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Paths not taken by the St. Louis Rams in the 2011 NFL Draft

Reading this piece from Doug Farrar on the impact the WR Julio Jones could have with Atlanta set my mind to wandering. I don't usually like to trade in hindsight, but since Jones had for long been linked to the St. Louis Rams by draft prognosticators, it was hard not to think about the path not taken. 

Obviously, the decision was made for the Rams in regards to Jones. For all that talk about trading up to the ninth or tenth spot, it wouldn't have been enough in the end. It's okay. Don't get me wrong, this isn't meant as an argument against the Robert Quinn pick, one that's hard not to love. I'm just trading in some offseason supposition. 

Had Jones been available, the Rams would have most certainly picked him. It would likely have dramatically altered the rest of the draft. Maybe. In the second round, Devaney et al might have stuck to the original board, and the pick would have probably been DT Terrell McClain.

Would McDaniels have still been planning for a two TE offense with a weapon like Jones on board? If so, he could have filled his wish later in the draft, probably with D.J. Williams or another option in the fourth round. 

Devaney might still have walked away from the draft with two receivers. A taller, tougher, better route running possession receiver would have still been a need even with a Jones pick in the first round. Where that would have happened just depends. 

With Jones in a Rams uniform, how would that shaped the offense for the 2011 season? That's a tougher question to answer, much less suppose, since we still don't know what the Rams offense will look like knowing the players that really are vying for a spot. Obviously, defenses would have to key on Jones and Steven Jackson. Whichever receivers remained on board would have likely had a more open field to work with. Like I said above, upgrading the possession receiver would still have been a priority.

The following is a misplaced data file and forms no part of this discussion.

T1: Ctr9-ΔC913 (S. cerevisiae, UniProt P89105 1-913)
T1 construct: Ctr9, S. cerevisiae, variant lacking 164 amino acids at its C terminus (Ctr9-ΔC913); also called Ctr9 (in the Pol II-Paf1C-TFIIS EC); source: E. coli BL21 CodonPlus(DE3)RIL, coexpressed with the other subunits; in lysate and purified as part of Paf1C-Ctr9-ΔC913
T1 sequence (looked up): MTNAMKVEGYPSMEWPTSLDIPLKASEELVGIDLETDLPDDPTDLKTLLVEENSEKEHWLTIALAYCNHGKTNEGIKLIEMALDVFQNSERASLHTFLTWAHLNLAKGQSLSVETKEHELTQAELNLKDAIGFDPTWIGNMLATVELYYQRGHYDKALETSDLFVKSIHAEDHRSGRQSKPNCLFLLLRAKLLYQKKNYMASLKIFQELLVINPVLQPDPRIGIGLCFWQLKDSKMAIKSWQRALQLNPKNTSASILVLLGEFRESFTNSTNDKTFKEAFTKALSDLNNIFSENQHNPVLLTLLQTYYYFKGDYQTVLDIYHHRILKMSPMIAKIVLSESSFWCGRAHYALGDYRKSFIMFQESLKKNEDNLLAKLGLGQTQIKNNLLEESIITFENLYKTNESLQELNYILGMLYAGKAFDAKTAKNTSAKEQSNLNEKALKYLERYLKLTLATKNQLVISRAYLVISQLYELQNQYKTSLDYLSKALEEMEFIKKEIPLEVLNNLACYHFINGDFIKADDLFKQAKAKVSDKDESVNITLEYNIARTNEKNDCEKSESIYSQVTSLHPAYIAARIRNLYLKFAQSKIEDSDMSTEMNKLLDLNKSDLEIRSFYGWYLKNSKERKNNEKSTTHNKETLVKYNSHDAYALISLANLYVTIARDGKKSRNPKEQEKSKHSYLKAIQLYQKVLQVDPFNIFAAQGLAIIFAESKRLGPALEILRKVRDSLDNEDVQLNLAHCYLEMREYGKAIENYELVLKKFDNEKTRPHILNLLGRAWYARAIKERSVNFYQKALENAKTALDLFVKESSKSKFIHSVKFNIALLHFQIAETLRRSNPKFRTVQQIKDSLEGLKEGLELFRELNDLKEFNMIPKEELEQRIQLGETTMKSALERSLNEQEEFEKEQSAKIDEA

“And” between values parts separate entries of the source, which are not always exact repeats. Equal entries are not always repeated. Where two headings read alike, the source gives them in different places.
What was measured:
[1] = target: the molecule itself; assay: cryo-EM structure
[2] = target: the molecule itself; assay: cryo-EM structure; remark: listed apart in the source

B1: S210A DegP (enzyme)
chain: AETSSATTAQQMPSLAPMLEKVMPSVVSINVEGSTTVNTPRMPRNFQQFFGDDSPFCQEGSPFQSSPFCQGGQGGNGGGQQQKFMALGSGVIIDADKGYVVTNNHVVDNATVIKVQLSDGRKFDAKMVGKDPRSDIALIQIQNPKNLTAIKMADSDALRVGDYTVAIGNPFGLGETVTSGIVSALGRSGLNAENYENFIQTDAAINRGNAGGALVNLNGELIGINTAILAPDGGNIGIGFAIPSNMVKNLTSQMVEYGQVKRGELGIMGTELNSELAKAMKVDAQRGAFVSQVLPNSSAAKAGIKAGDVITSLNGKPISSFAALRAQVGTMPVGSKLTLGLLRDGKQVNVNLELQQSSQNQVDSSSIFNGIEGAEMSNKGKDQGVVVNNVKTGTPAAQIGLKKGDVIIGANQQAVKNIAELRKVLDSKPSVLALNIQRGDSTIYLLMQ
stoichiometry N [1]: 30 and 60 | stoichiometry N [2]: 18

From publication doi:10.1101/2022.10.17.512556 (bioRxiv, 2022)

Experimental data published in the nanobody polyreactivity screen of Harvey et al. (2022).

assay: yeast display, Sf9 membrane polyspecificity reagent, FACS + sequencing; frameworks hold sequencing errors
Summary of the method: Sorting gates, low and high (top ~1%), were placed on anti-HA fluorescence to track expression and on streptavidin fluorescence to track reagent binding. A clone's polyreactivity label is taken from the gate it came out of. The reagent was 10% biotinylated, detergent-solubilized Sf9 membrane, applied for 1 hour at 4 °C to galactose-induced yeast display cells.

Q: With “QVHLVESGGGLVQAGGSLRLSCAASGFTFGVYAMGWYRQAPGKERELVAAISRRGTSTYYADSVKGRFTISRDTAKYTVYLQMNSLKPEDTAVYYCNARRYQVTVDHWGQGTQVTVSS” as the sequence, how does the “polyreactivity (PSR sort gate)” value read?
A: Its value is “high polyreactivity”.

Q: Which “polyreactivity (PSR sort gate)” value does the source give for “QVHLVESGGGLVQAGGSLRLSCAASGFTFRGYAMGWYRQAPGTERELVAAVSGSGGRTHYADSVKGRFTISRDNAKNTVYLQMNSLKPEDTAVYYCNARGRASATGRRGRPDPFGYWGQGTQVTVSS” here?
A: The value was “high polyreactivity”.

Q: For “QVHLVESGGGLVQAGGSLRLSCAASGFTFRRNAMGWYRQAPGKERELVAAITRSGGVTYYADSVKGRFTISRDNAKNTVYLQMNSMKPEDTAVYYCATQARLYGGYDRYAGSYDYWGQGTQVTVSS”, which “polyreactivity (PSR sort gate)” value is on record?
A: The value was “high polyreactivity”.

An improved offense would have given the defense some more breathing room on Sundays, balancing out some of that unit's shortcomings. Adding another pass rusher, certainly an outside pass rusher, would have been unlikely. 

Taking another look at the Rams' draft, the one that did happen, Devaney deserves some credit for addressing big needs on both sides of the ball. Adding Quinn to the defense instantly improves the entire unit, giving it a more lethal pass rush that will lift the back seven. With the offense, the focus is more on the system than the talent itself, other than Sam Bradford. But that's not a bad thing, for now, either. Even as a rookie Bradford's immense talent made the players around him better. Adding some receivers and tight ends that can do the little things like get separation consistently, catch the ball, etc. to a well-crafted playbook upgrades the offense over last year's unit. 

How the final product looks on the field, and after, maybe, adding some ranch hands via free agency, remains to be seen. But the path taken looks like a good one.